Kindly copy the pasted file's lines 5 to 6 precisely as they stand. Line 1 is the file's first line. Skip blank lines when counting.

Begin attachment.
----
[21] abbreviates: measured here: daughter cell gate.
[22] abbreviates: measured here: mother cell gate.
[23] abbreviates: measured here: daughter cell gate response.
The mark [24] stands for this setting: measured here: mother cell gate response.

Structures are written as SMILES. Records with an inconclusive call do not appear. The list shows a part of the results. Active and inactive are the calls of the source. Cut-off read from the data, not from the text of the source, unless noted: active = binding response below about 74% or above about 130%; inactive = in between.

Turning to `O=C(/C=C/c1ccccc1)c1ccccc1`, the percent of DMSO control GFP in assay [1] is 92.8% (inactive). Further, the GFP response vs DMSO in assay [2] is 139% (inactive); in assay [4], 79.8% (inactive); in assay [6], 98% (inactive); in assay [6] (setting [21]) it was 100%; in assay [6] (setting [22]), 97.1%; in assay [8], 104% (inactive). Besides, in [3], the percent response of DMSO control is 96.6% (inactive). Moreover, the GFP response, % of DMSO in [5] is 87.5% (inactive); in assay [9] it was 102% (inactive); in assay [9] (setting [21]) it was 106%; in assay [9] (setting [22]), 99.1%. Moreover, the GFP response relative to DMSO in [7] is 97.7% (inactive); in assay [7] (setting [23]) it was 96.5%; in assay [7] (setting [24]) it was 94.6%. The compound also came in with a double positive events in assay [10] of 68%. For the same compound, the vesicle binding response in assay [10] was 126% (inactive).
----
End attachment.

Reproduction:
Structures are written as SMILES. Records with an inconclusive call do not appear. The list shows a part of the results. Active and inactive are the calls of the source. Cut-off read from the data, not from the text of the source, unless noted: active = binding response below about 74% or above about 130%; inactive = in between.

Turning to `O=C(/C=C/c1ccccc1)c1ccccc1`, the percent of DMSO control GFP in assay [1] is 92.8% (inactive). Further, the GFP response vs DMSO in assay [2] is 139% (inactive); in assay [4], 79.8% (inactive); in assay [6], 98% (inactive); in assay [6] (setting [21]) it was 100%; in assay [6] (setting [22]), 97.1%; in assay [8], 104% (inactive). Besides, in [3], the percent response of DMSO control is 96.6% (inactive). Moreover, the GFP response, % of DMSO in [5] is 87.5% (inactive); in assay [9] it was 102% (inactive); in assay [9] (setting [21]) it was 106%; in assay [9] (setting [22]), 99.1%. Moreover, the GFP response relative to DMSO in [7] is 97.7% (inactive); in assay [7] (setting [23]) it was 96.5%; in assay [7] (setting [24]) it was 94.6%. The compound also came in with a double positive events in assay [10] of 68%. For the same compound, the vesicle binding response in assay [10] was 126% (inactive).